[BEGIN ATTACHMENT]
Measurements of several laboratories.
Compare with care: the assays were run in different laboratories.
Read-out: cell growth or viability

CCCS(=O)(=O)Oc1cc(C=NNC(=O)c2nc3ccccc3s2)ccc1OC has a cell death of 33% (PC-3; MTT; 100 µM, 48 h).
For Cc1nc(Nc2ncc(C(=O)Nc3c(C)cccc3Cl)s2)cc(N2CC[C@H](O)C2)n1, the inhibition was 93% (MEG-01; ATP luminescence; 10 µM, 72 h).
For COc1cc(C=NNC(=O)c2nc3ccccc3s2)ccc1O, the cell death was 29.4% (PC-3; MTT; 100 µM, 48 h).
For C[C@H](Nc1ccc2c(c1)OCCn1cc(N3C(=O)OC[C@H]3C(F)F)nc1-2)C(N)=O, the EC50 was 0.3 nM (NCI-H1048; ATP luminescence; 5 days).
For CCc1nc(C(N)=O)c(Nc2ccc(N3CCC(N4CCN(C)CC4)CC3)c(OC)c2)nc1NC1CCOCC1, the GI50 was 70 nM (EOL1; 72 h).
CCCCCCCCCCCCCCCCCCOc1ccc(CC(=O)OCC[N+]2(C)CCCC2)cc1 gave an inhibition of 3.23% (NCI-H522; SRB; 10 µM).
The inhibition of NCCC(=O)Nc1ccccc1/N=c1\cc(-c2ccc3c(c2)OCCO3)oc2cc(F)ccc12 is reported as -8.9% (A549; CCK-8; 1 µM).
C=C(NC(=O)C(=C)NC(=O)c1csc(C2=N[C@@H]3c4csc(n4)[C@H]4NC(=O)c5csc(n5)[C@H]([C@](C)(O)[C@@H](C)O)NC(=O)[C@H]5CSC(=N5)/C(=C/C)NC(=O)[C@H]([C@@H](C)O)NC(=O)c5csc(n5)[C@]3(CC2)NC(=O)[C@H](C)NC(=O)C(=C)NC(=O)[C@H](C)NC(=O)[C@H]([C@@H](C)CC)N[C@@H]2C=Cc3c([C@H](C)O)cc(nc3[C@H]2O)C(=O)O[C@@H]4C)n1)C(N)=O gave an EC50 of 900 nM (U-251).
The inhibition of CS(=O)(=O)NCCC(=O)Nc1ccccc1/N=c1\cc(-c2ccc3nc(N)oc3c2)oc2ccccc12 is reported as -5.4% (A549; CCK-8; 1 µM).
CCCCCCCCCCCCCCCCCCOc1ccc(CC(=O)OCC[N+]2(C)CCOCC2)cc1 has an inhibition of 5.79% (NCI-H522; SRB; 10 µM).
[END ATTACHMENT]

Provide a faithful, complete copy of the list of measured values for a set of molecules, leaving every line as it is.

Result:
Measurements of several laboratories.
Compare with care: the assays were run in different laboratories.
Read-out: cell growth or viability

CCCS(=O)(=O)Oc1cc(C=NNC(=O)c2nc3ccccc3s2)ccc1OC has a cell death of 33% (PC-3; MTT; 100 µM, 48 h).
For Cc1nc(Nc2ncc(C(=O)Nc3c(C)cccc3Cl)s2)cc(N2CC[C@H](O)C2)n1, the inhibition was 93% (MEG-01; ATP luminescence; 10 µM, 72 h).
For COc1cc(C=NNC(=O)c2nc3ccccc3s2)ccc1O, the cell death was 29.4% (PC-3; MTT; 100 µM, 48 h).
For C[C@H](Nc1ccc2c(c1)OCCn1cc(N3C(=O)OC[C@H]3C(F)F)nc1-2)C(N)=O, the EC50 was 0.3 nM (NCI-H1048; ATP luminescence; 5 days).
For CCc1nc(C(N)=O)c(Nc2ccc(N3CCC(N4CCN(C)CC4)CC3)c(OC)c2)nc1NC1CCOCC1, the GI50 was 70 nM (EOL1; 72 h).
CCCCCCCCCCCCCCCCCCOc1ccc(CC(=O)OCC[N+]2(C)CCCC2)cc1 gave an inhibition of 3.23% (NCI-H522; SRB; 10 µM).
The inhibition of NCCC(=O)Nc1ccccc1/N=c1\cc(-c2ccc3c(c2)OCCO3)oc2cc(F)ccc12 is reported as -8.9% (A549; CCK-8; 1 µM).
C=C(NC(=O)C(=C)NC(=O)c1csc(C2=N[C@@H]3c4csc(n4)[C@H]4NC(=O)c5csc(n5)[C@H]([C@](C)(O)[C@@H](C)O)NC(=O)[C@H]5CSC(=N5)/C(=C/C)NC(=O)[C@H]([C@@H](C)O)NC(=O)c5csc(n5)[C@]3(CC2)NC(=O)[C@H](C)NC(=O)C(=C)NC(=O)[C@H](C)NC(=O)[C@H]([C@@H](C)CC)N[C@@H]2C=Cc3c([C@H](C)O)cc(nc3[C@H]2O)C(=O)O[C@@H]4C)n1)C(N)=O gave an EC50 of 900 nM (U-251).
The inhibition of CS(=O)(=O)NCCC(=O)Nc1ccccc1/N=c1\cc(-c2ccc3nc(N)oc3c2)oc2ccccc12 is reported as -5.4% (A549; CCK-8; 1 µM).
CCCCCCCCCCCCCCCCCCOc1ccc(CC(=O)OCC[N+]2(C)CCOCC2)cc1 has an inhibition of 5.79% (NCI-H522; SRB; 10 µM).